Case of the Month: Right Kidney

A 59-year-old man presents with an incidental renal mass on CT scan. An 880 g radical nephrectomy specimen shows a 10.0 x 9.0 x 8.0 cm well-circumscribed mass at the upper pole of the kidney. The mass is diffusely hemorrhagic with multiple foci of necrosis. A second 5.0 x 5.0 x 3.0 cm mass with a similar appearance is adjacent to the larger mass. The tumors are confined to the kidney and do not invade peri-nephric adipose tissue, renal sinus, or renal vein. The adjacent kidney parenchyma is unremarkable.

Master List

  • Clear cell papillary renal cell carcinoma
  • Clear cell renal cell carcinoma
  • Papillary renal cell carcinoma, type 1
  • Papillary renal cell carcinoma, type 2
  • Xp11 translocation renal cell carcinoma
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This case first appeared as Performance Improvement Program in Surgical Pathology (PIP) 2013, case 29, and is papillary renal cell carcinoma, type 1.

Criteria for Diagnosis and Comments

The microscopic morphology is characteristic of papillary renal cell carcinoma (PRCC), type 1. The slides show papillary architecture, consisting of fibrovascular cores lined by a single layer of neoplastic epithelial cells. Some slides show partial trabecular growth pattern, which is common in PRCC. The type 1 designation is manifested by the single layer of small, neoplastic cells with moderate, eosinophilic cytoplasm, uniform, small, round nuclei and variable presence of small nucleoli. The fibrovascular cores are expanded by foamy macrophages and some slides have prominent hemosiderin deposition in both epithelial and neoplastic cells.

As in the presented case, PRCC can be found as an incidental finding (approximately 50%) or rarely, it presents as metastases. PRCC is the 2nd most common renal cell carcinoma, comprising 10-20% of cases and usually occurs in adults, predominating in men 2-4:1. It usually presents as a unilateral mass, however multifocal tumors within the kidney are not uncommon. The prognosis of PRCC is better than that of clear cell renal cell carcinoma.

Grossly, papillary renal cell carcinoma shows a fibrous pseudocapsule with pale tan-brown parenchyma. A granular-friable texture is a manifestation of papillae seen microscopically and tan-yellow parenchyma indicates abundant foamy macrophages within papillae. Frequently, hemorrhage and necrosis are present.

The vast majority of papillary renal cell carcinomas consist of papillary or tubulopapillary microscopic architecture with true papillary formation containing fibrovascular cores covered by neoplastic epithelial cells. Elongated papillations in a linear arrangement may impart a papillary-trabecular pattern and closely packed papillations may impart a solid appearance. The architecture may be varied within a single tumor and may also contain areas of true solid, tubular, glomeruloid or rarely sarcomatoid appearances, and presence of the latter indicates aggressive tumor behavior. The majority of neoplastic cells comprising the tumor have amphophilic or eosinophilic cytoplasm. If clear cells are found, they are usually seen in solid-growth areas or adjacent to areas of necrosis. Nuclear features of PRCC are not distinct and can range from small, round without nucleoli to large and irregular with coarse chromatin and prominent nucleoli. Within the mass, geographic necrosis may be present, the fibrovascular cores may be expanded by foamy macrophages or edema, or less commonly, psammoma bodies may be present. Hemosiderin deposition in neoplastic cells or in the foamy macrophages may be prominent.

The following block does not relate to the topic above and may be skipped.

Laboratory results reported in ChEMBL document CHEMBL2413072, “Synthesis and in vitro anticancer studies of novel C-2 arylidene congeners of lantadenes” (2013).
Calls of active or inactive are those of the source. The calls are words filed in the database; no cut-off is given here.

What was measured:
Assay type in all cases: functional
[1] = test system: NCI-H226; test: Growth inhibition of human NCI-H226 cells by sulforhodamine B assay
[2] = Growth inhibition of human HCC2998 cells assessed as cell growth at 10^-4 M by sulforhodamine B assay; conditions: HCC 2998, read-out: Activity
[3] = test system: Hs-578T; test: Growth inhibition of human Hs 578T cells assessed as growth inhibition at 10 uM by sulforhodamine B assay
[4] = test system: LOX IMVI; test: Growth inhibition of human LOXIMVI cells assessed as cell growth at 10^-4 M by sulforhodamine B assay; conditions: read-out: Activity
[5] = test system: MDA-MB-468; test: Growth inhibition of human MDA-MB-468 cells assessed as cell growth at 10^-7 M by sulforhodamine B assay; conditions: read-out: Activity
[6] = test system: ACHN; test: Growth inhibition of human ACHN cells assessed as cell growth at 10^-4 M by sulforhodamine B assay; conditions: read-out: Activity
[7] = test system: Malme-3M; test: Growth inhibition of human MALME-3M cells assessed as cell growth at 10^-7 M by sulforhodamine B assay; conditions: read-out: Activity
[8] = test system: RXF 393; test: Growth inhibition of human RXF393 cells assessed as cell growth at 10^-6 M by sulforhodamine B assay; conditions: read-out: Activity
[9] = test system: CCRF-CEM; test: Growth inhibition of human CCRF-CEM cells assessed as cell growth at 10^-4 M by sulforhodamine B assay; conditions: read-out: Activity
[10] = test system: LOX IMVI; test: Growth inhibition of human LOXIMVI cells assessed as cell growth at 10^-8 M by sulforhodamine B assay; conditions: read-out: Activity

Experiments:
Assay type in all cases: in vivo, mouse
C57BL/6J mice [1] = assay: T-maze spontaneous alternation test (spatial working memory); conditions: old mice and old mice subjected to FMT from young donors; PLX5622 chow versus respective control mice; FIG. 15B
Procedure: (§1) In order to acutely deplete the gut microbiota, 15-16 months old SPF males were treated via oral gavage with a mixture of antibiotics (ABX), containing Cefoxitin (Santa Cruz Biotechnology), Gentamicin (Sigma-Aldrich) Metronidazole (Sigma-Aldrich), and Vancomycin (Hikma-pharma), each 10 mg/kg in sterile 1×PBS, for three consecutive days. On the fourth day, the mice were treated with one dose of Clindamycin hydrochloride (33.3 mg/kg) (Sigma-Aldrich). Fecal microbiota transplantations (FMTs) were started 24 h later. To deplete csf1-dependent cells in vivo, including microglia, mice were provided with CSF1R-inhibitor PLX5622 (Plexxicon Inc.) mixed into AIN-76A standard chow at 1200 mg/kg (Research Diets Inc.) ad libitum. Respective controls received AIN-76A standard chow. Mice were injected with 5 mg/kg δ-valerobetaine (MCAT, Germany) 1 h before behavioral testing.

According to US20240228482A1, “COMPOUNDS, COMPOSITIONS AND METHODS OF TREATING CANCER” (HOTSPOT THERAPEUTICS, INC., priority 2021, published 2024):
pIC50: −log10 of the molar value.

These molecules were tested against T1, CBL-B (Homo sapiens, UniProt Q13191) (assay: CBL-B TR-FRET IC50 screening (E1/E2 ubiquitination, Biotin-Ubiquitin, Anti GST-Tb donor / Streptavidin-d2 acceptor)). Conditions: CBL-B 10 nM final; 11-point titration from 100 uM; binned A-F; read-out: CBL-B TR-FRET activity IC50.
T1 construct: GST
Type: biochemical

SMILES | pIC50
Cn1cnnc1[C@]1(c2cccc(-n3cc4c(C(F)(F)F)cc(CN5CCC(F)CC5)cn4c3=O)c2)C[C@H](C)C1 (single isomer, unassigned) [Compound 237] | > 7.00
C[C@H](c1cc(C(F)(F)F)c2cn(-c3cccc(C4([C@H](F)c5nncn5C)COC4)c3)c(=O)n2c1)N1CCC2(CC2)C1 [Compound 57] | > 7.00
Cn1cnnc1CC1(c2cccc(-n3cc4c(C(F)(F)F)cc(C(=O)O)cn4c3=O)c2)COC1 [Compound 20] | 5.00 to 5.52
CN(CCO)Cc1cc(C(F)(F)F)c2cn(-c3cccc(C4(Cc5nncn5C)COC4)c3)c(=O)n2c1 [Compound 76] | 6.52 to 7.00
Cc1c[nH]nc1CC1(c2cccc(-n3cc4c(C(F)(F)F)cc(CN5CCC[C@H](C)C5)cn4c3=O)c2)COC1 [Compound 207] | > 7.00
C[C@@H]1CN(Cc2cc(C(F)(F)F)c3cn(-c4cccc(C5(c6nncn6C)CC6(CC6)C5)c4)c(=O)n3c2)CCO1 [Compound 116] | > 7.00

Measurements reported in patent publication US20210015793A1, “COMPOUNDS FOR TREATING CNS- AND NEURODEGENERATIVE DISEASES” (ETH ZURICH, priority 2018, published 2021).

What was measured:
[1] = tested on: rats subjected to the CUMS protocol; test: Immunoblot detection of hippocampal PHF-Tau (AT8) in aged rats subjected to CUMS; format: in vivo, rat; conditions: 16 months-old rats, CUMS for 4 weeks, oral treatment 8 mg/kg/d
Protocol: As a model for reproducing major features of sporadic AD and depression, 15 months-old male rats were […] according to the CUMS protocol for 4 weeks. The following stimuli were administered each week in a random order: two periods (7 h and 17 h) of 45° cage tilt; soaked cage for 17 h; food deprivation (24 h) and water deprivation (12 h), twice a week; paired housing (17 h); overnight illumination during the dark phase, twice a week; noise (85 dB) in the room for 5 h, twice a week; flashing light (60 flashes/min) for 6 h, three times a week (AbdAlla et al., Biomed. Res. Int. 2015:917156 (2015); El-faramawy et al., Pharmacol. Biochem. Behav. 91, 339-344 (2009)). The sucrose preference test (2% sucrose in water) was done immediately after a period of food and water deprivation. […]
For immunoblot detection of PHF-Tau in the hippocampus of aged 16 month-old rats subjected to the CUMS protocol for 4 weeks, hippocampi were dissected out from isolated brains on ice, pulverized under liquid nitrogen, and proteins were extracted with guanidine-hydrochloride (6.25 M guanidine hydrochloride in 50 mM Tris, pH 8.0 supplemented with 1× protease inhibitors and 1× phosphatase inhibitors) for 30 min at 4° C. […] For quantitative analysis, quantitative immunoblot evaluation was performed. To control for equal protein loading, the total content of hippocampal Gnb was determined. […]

Although most cases of PRCC can be diagnosed by histopathology, it has characteristic genetic and molecular findings that are different from other renal neoplasms. These include chromosomal gains of chromosomes 7 and 17 and loss of Y chromosome in tumors in males.

Several grading systems have been proposed to predict outcomes of PRCC, however the utility of the various systems is controversial. Grading systems have used cytoplasmic appearance, Fuhrman nuclear grade, nucleolar prominence, or combination of these features to predict outcome. One of the most commonly used systems divides PRCC into 2 types, type 1 and type 2, based on cytologic and architectural features. The current case shows features of PRCC type 1, specifically papillae lined by a single layer of neoplastic cells that are small with moderate, eosinophilic cytoplasm, uniform, round nuclei and small to absent nucleoli. Psammoma bodies, intra-papillae foamy macrophages and edema are common in type 1 tumors. Type 2 tumors contain papillae lined by pseudostratified cells that are larger with abundant eosinophilic cytoplasm and large, round nuclei with prominent nucleoli. MUC1 immunohistochemistry has been suggested to help differentiate type 1 from type 2 tumors, with 72% of type 1 tumors showing diffuse staining of apical portion of cells and only focal staining of type 2 tumors. Type 1 is more frequent with a better prognosis than type 2 tumors and type 2 tumors generally have higher Fuhrman grade, are higher stage and occur more commonly in younger patients (less than 40 years) than type 1 tumors.